Jacques Mattheij made a small, but awesome, mistake. He went on eBay one evening and bid on a bunch of bulk LEGO brick auctions, then went to sleep. Upon waking, he discovered that he was the high bidder on many, and was now the proud owner of two tons of LEGO bricks. (This is about 4400 pounds.) He wrote, "[L]esson 1: if you win almost all bids you are bidding too high."

Mattheij had noticed that bulk, unsorted bricks sell for something like €10/kilogram, whereas sets are roughly €40/kg and rare parts go for up to €100/kg. Much of the value of the bricks is in their sorting. If he could reduce the entropy of these bins of unsorted bricks, he could make a tidy profit. While many people do this work by hand, the problem is enormous—just the kind of challenge for a computer. Mattheij writes:

There are 38000+ shapes and there are 100+ possible shades of color (you can roughly tell how old someone is by asking them what lego colors they remember from their youth).

In the following months, Mattheij built a proof-of-concept sorting system using, of course, LEGO. He broke the problem down into a series of sub-problems (including "feeding LEGO reliably from a hopper is surprisingly hard," one of those facts of nature that will stymie even the best system design). After tinkering with the prototype at length, he expanded the system to a surprisingly complex system of conveyer belts (powered by a home treadmill), various pieces of cabinetry, and "copious quantities of crazy glue."

Here's a video showing the current system running at low speed:

The key part of the system was running the bricks past a camera paired with a computer running a neural net-based image classifier. That allows the computer (when sufficiently trained on brick images) to recognize bricks and thus categorize them by color, shape, or other parameters. Remember that as bricks pass by, they can be in any orientation, can be dirty, can even be stuck to other pieces. So having a flexible software system is key to recognizing—in a fraction of a second—what a given brick is, in order to sort it out. When a match is found, a jet of compressed air pops the piece off the conveyer belt and into a waiting bin.

After much experimentation, Mattheij rewrote the software (several times in fact) to accomplish a variety of basic tasks. At its core, the system takes images from a webcam and feeds them to a neural network to do the classification. Of course, the neural net needs to be "trained" by showing it lots of images, and telling it what those images represent. Mattheij's breakthrough was allowing the machine to effectively train itself, with guidance: Running pieces through allows the system to take its own photos, make a guess, and build on that guess. As long as Mattheij corrects the incorrect guesses, he ends up with a decent (and self-reinforcing) corpus of training data. As the machine continues running, it can rack up more training, allowing it to recognize a broad variety of pieces on the fly.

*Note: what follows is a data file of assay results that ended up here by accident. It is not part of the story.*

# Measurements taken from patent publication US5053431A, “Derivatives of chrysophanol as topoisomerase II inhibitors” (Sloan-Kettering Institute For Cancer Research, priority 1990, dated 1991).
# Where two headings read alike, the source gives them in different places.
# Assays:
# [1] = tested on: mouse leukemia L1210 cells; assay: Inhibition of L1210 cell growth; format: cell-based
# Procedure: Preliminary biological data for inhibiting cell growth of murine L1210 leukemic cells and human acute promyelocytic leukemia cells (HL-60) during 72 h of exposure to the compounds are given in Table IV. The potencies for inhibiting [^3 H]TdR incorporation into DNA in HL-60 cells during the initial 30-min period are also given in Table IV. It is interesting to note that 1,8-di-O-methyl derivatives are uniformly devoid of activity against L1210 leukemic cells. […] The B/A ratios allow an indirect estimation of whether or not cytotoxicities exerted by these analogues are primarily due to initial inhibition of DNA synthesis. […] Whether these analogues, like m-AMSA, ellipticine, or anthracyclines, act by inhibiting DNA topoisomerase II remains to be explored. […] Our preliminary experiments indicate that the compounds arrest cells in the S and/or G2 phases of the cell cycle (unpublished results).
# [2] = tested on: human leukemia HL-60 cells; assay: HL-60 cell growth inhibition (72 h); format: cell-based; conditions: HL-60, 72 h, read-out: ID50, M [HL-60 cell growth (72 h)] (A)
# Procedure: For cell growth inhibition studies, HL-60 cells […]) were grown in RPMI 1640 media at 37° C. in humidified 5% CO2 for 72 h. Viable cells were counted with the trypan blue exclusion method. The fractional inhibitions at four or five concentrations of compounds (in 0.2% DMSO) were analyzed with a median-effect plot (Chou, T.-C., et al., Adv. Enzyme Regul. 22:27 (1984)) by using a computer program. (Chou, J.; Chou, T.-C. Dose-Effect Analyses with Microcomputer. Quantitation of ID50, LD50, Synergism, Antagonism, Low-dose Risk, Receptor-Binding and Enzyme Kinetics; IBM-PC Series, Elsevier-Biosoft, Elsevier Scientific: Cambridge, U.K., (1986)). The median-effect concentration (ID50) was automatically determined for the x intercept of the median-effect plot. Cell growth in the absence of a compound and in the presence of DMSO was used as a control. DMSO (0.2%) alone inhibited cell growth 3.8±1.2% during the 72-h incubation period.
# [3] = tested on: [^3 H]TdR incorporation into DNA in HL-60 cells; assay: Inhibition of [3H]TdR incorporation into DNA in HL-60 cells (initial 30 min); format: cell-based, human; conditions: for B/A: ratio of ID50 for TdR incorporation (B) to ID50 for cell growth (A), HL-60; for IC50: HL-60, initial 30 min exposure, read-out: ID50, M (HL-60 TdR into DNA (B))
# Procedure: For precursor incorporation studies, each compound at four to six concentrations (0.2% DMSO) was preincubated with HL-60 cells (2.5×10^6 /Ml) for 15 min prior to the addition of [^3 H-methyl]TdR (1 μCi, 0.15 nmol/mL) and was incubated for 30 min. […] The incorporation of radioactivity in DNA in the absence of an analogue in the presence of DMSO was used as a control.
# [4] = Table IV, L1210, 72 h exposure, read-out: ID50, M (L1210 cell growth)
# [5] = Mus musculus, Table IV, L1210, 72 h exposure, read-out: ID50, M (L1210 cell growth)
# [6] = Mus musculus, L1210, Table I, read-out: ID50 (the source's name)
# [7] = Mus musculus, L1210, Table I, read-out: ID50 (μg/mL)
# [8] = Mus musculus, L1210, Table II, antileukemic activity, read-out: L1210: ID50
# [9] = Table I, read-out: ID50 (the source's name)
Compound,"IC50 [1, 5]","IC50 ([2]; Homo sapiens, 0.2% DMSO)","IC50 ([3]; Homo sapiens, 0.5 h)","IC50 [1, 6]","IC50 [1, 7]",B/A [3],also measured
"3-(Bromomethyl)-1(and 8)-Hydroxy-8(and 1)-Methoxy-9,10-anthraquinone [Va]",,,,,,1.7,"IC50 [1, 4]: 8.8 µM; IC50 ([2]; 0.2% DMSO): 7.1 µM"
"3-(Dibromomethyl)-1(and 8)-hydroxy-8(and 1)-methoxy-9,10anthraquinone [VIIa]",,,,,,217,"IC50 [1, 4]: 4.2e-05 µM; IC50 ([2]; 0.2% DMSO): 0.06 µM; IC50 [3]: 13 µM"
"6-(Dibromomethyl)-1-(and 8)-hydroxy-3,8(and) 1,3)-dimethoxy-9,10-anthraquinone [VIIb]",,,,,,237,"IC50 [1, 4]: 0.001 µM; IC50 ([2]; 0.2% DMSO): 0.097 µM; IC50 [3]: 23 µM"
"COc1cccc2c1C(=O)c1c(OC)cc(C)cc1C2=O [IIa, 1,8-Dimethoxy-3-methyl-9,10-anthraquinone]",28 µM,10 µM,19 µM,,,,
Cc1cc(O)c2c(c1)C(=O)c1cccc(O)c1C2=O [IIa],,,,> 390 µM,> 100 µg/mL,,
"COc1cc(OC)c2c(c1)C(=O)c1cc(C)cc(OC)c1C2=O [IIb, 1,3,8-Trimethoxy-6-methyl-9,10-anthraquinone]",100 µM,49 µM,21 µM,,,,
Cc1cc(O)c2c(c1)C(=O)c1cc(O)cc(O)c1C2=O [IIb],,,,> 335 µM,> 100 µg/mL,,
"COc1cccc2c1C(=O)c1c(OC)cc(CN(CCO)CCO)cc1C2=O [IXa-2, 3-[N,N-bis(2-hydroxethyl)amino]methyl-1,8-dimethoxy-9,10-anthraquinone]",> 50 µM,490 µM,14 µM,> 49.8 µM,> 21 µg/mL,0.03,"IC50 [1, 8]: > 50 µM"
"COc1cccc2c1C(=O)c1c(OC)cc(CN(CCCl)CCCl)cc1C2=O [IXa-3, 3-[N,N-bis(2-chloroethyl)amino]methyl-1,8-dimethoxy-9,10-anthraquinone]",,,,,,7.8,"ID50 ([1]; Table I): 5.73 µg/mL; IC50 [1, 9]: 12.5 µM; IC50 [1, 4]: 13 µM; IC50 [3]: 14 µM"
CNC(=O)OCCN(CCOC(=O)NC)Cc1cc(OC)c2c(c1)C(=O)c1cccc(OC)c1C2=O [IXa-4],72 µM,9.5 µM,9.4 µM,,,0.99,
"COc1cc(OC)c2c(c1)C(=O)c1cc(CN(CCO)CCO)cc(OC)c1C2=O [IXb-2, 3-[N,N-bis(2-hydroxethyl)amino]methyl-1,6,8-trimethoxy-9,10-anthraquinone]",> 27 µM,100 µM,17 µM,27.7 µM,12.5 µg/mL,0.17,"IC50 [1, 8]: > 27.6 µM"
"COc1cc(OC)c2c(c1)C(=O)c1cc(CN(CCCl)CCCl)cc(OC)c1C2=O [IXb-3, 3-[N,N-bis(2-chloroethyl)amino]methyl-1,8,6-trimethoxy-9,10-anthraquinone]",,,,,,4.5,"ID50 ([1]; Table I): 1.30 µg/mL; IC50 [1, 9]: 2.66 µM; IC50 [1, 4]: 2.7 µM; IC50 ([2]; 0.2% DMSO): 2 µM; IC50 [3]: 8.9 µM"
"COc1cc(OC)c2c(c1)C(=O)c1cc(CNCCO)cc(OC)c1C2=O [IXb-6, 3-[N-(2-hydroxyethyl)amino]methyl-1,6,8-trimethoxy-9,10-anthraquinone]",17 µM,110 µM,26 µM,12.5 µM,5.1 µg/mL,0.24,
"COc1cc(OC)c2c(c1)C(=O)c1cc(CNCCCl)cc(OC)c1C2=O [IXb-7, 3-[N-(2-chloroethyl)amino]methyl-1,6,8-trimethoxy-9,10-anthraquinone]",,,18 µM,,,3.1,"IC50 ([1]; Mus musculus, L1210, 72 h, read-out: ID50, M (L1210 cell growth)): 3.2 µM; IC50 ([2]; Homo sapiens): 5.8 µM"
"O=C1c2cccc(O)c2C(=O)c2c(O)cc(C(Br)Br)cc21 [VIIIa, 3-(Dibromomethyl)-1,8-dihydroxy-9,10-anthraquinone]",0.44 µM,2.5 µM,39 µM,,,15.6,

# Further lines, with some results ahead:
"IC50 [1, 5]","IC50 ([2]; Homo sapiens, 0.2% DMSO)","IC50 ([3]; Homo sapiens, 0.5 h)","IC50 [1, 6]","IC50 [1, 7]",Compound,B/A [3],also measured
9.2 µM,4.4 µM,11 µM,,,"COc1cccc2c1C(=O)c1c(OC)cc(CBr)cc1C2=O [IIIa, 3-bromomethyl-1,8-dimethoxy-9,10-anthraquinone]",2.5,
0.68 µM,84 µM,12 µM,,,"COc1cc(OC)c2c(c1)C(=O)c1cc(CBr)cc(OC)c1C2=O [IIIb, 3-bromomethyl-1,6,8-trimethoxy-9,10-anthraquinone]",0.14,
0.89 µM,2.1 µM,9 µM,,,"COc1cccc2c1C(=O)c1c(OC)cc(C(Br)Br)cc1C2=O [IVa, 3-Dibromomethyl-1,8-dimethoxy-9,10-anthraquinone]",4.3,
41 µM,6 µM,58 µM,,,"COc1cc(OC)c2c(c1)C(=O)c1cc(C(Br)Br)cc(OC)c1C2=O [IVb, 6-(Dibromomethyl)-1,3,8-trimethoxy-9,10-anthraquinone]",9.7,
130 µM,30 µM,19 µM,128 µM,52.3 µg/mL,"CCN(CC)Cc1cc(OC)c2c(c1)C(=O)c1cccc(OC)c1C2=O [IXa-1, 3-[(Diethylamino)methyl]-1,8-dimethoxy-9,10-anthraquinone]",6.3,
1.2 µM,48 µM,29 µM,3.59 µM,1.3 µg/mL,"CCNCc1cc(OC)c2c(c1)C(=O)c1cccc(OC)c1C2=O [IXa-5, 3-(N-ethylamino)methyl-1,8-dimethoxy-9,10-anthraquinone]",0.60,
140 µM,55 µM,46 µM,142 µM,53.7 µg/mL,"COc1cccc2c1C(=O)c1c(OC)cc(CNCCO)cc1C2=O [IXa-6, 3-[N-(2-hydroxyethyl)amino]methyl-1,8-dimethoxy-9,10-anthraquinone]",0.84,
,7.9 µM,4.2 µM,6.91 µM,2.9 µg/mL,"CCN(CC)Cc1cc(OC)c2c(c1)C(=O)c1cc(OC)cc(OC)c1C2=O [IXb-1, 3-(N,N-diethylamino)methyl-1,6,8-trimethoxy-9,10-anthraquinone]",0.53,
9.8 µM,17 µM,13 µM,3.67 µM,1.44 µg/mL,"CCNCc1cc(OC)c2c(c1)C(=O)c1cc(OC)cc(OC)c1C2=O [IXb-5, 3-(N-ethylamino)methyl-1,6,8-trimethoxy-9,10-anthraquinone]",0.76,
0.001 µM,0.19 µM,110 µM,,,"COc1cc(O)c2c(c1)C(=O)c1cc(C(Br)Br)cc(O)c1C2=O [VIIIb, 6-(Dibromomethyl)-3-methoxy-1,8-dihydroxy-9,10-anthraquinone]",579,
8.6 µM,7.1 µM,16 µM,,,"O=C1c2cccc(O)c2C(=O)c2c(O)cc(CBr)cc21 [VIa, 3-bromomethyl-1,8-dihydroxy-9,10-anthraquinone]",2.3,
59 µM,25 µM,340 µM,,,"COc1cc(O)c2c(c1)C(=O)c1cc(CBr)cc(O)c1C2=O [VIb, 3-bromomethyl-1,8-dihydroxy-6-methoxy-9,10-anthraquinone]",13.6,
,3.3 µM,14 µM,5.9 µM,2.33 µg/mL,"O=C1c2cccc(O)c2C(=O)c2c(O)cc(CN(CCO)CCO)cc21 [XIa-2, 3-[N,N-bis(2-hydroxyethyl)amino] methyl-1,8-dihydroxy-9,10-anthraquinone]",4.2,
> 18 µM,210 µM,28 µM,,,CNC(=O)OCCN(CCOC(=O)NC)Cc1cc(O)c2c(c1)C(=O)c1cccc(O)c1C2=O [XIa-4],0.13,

Here's another video, focusing on how the pieces move on conveyer belts (running at slow speed so puny humans can follow). You can also see the air jets in action:

In an email interview, Mattheij told Mental Floss that the system currently sorts LEGO bricks into more than 50 categories. It can also be run in a color-sorting mode to bin the parts across 12 color groups. (Thus at present you'd likely do a two-pass sort on the bricks: once for shape, then a separate pass for color.) He continues to refine the system, with a focus on making its recognition abilities faster. At some point down the line, he plans to make the software portion open source. You're on your own as far as building conveyer belts, bins, and so forth.

Check out Mattheij's writeup in two parts for more information. It starts with an overview of the story, followed up with a deep dive on the software. He's also tweeting about the project (among other things). And if you look around a bit, you'll find bulk LEGO brick auctions online—it's definitely a thing!

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Nick Briggs/Comic Relief
What Happened to Jamie and Aurelia From Love Actually?
May 26, 2017
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Nick Briggs/Comic Relief

Fans of the romantic-comedy Love Actually recently got a bonus reunion in the form of Red Nose Day Actually, a short charity special that gave audiences a peek at where their favorite characters ended up almost 15 years later.

One of the most improbable pairings from the original film was between Jamie (Colin Firth) and Aurelia (Lúcia Moniz), who fell in love despite almost no shared vocabulary. Jamie is English, and Aurelia is Portuguese, and they know just enough of each other’s native tongues for Jamie to propose and Aurelia to accept.

A decade and a half on, they have both improved their knowledge of each other’s languages—if not perfectly, in Jamie’s case. But apparently, their love is much stronger than his grasp on Portuguese grammar, because they’ve got three bilingual kids and another on the way. (And still enjoy having important romantic moments in the car.)

In 2015, Love Actually script editor Emma Freud revealed via Twitter what happened between Karen and Harry (Emma Thompson and Alan Rickman, who passed away last year). Most of the other couples get happy endings in the short—even if Hugh Grant's character hasn't gotten any better at dancing.

[h/t TV Guide]